24a They won’t top the bill, in any form (6)
EXTRAS: Those who fill out scenes in films or plays. [… or items added to the bottom of a bill. BD]
27a On the level? Yes and no (8,2)
STRAIGHT UP: A cryptic definition of the vertical and the truthful
28a Quits the day before new start is to be made (4)
EVEN: On level terms. The day before a religious festival such as Christmas and the Beginning (start) letter of the word N(ew)
29a Fruit that was loved by Churchill (10)
CLEMENTINE: The wife of Sir Winston Churchill is also a hybrid between a Mandarin and a sweet orange so named in 1902. You all knew that didn’t you?
2d Where Armstrong stood in crescent perhaps (4)
MOON: This celestial body was walked upon by Neil Armstrong on 20 July 1969. Our headmaster at the time advised us not to stay up to watch history in the making as school was so much more important. Idiot!
3d I’d boil uncontrollably in desire (6)
LIBIDO: Ooh er missus! With only one and a half anagrams in the across clues it is about time for another. This one has an excellent surface read too. I’D BOIL is the fodder. Uncontrollably serves as the indicator and also the first word of the definition. Very clever.
4d Nothing to share but words (7)
ORATION: Take the letter O (nothing) and add a verb meaning to allow each person to have only a fixed amount of (a commodity).
5d Drug found in a police department (4)
ACID: A from the clue and the initials of the Criminal Investigation
Department will give another name for a synthetic crystalline compound, lysergic acid diethylamide, which is a powerful hallucinogenic drug.
6d Impress deeply as an artist (7)
ENGRAVE: in artistic terms, to cut lines into a metal plate in preparation for printing. Another term for etching
7d Sixty to the minute? Not so good (6-4)
SECOND-RATE: A double definition. Need I say more?
8d He won’t catch you out in a silly position (10)
OUTFIELDER: A cricketing term. One who is not “in” ( Google only refers to baseball here. It is American though. I bet the BRB is a whole lot more English) Also if you have MID as the first three letters you are not going to solve 9ac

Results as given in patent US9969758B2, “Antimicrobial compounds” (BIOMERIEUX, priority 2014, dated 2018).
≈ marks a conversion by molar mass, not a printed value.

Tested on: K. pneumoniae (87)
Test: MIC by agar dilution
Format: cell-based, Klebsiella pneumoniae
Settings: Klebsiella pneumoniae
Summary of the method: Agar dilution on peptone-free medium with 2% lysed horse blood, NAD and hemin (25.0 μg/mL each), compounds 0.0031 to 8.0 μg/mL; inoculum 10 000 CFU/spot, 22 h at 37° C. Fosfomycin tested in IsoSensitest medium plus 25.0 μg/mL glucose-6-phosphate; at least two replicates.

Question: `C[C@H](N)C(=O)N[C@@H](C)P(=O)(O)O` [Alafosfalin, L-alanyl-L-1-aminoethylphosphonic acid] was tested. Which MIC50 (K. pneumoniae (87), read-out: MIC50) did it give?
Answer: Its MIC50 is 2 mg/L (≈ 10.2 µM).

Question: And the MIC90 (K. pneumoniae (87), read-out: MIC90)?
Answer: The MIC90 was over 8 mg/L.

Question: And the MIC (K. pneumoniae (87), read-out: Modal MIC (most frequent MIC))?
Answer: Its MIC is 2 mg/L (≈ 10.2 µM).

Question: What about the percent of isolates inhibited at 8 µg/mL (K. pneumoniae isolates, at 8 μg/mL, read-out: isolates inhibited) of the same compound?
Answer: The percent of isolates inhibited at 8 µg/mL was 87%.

12d Reinstated after review, having financial difficulties (10)
STRAITENED: Anagram (after review) of REINSTATED . The answer looks like it ought to have a gh in there somewhere.
13d O? (4,6)
LOVE LETTER: Clue of the day. O represents a score in Tennis. It is also a character of the alphabet
14d Part of church left for contemplation? (5)
NAVEL: The central part of a church and L(eft) will give a bodily part which you might contemplate when preoccupied
15d Gold that is left for Oxford college (5)
ORIEL: This Oxford College (we go to Kings College Cambridge) can be found by taking our usual suspect for gold. The latin abbreviation for Id Est and L(eft)
19d Form shown by Olympic finalists in big race (7)
CLASSIC: A form of schoolchildren and the last two letters of (Olymp)IC will give a name for a horse race such as The Oaks, the Derby, The St Ledger, The 1,000 guineas and the 2,000 guineas
20d This chapel is inset elaborately (7)
SISTINE: This exquisite chapel in the Vatican is an anagram (elaborately) of IS INSET
23d Result is Leo leaving South Pole, devastated (6)
UPSHOT: Anagram (devastated) of SOUTH POLE minus (is leaving) LEO
25d The language of Somerset (4)
ERSE: Lurking away (of) in the word Somerset is this old irish language
26d Downfall of bear without capital (4)
RUIN: This Bear minus its first letter (without capital) gives a noun meaning physical destruction. ADDINGTON does not fit.
Solved and reviewed silently In The Wee Small Hours.
The Quick Crossword pun: Haydn+sikh=hide-and-seek